Pfizer sweetens takeover bid for AstraZeneca
US pharmaceuticals giant increases takeover offer for British drug producer to US$106 billion, aimed at combining resources in research
Agence France-Presse in London
US pharmaceuticals giant Pfizer has raised its takeover offer for Britain's AstraZeneca to about US$106 billion, it said yesterday.
The Viagra maker said in a statement it had lifted its informal offer to £50 (HK$655) per AstraZeneca share from £46.61.
The tie-up between two of the world's biggest pharmaceutical groups is aimed at combining research pipelines in oncology and other key disciplines.
"Pfizer hopes that the increased proposal will provide the basis for AstraZeneca to engage with Pfizer and enter into discussions relating to a possible combination of the two companies," it said in a statement to the London Stock Exchange.
Under the revised offer, AstraZeneca investors would receive 1.845 shares in the new combined company and 1,598 pence in cash, valuing the British group at about £63 billion.
The prior bid, made in January but disclosed earlier this week, was rejected by AstraZeneca on the grounds that it "significantly undervalued" the firm.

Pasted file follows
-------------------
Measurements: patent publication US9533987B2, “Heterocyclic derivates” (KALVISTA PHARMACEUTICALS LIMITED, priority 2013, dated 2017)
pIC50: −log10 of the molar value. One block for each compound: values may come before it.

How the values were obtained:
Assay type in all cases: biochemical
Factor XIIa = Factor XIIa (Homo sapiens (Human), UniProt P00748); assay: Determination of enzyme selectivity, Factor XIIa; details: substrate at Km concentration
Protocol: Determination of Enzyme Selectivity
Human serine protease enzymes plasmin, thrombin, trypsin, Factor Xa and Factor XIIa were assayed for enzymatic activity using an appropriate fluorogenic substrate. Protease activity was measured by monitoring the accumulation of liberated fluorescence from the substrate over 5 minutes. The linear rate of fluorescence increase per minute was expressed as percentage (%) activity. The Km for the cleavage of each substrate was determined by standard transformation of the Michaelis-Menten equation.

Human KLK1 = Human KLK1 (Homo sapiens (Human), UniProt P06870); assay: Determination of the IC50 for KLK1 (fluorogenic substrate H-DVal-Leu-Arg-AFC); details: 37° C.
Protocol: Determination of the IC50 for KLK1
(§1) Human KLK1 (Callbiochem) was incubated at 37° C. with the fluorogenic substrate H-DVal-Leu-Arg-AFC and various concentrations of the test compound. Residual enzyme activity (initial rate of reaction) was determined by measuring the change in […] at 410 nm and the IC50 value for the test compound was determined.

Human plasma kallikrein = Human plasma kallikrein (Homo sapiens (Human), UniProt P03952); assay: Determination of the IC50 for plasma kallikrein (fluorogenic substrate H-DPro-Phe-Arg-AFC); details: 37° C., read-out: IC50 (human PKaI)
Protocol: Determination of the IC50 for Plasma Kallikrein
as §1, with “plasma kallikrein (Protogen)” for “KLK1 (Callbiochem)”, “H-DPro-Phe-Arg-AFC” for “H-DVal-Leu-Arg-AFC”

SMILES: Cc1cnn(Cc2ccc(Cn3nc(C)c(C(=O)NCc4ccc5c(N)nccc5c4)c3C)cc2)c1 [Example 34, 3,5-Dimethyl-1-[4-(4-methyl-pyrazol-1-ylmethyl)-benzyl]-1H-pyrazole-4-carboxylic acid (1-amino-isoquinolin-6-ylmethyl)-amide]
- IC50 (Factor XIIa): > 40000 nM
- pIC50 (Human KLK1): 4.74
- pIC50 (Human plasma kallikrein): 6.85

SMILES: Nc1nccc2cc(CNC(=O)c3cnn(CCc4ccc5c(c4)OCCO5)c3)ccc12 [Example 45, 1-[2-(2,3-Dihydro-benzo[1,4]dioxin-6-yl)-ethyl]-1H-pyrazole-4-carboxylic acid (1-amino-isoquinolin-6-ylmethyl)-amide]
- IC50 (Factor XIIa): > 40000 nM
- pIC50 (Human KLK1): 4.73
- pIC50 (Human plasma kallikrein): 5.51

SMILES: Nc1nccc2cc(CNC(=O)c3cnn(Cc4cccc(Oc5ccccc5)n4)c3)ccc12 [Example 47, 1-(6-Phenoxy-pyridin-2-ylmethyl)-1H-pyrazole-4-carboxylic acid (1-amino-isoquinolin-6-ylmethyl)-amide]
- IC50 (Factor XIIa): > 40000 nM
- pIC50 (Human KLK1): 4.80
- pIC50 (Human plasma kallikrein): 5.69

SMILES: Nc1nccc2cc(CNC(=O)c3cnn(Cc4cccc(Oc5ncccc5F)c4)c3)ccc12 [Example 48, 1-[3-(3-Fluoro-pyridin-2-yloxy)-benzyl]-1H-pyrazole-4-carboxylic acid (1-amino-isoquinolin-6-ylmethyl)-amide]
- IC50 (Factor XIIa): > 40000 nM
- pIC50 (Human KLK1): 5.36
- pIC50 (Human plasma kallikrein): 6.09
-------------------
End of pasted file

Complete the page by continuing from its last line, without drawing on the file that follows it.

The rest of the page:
"We have seen significant positive market reaction to the announcement we made on April 28, including from the shareholders of both our companies," Pfizer chief executive Ian Read said.
"The consistent message we have heard reinforces our belief that there is a highly compelling strategic, business and financial rationale for combining our businesses, with significant benefits for shareholders and stakeholders of both companies.
"We believe our proposal is responsive to the views of AstraZeneca shareholders and provides a sound basis upon which to arrive at recommendable terms for the combination of our two companies."
Pfizer also wrote to British Prime Minister David Cameron to pledge that it would complete AstraZeneca's proposed research and development facility in Cambridge, adding that 20 per cent of the new group's research staff would be based in Britain.
"A combined company would bring together powerful and world leading research expertise in key therapeutic areas such as oncology, inflammation, and cardiovascular and metabolic disorders," Read said in the letter.
He added that the "world class academic research resources in the 'golden triangle' of Oxford, Cambridge and London would represent a vital component, along with the positive environment for inward investment that the UK government has created".
"Ultimately, establishing the world's largest research-based pharmaceutical company in the UK, together with the commitments made in this letter represent a strong indicator of the incentives that your government has created to attract successful business to the UK."
Pfizer's attempt to buy AstraZeneca comes amid a wave of deal-making in the pharmaceutical sector as drugmakers face big sales declines due to patent expirations.